• Do any pictures or photographs on the page add to the information?
  • Is the format standard and readable with your browser?
  • Are the links clearly visable or annotated and explanatory?
  • On supporting pages is there a link back to the Home Page?
  • Is there a table on the page? If it is turned off is there alternate text available?
  • Are there headings and sub-headings on the page? If so, are they helpful?

In your group forum under the Website Evaluation thread, use the readings to discuss your thoughts on website evaluation. Remember to consider the three areas of educational quality/relevancy, reliability and technical aspects. What you are doing here is adding extra criteria to your selection criteria that you explored in ETL503 Collection Development.

Answer:

I think the three areas of educational, technical and reliability criteria are excellent aspects to consider and use when selecting website evaluation models for students and staff.  I particularly liked Schrock’s The ABC’s of Website Evaluation (2002) and her Guide to Everything site where I found several impressive readings and evaluation models. I have added some more questions in the reliability and technical areas for consideration.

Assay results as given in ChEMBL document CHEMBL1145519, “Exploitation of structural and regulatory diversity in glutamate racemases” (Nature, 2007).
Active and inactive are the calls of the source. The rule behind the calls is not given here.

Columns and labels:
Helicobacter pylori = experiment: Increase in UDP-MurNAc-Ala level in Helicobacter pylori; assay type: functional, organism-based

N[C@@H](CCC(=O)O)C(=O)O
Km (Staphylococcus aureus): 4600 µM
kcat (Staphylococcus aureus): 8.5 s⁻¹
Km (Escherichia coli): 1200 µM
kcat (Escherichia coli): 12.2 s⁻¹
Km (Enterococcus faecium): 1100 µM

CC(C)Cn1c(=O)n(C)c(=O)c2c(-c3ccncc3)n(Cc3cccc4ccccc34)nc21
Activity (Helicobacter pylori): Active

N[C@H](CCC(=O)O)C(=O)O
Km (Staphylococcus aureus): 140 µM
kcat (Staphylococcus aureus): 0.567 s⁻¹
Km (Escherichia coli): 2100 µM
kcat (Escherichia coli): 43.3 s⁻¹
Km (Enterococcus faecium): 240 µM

ETL501. Topic 2. Print & Electronic Information Resources

In this topic, we will look at the actual tools which TLs use to find information for their users in the school community and not just how these tools are used in the school library, but also why they are used.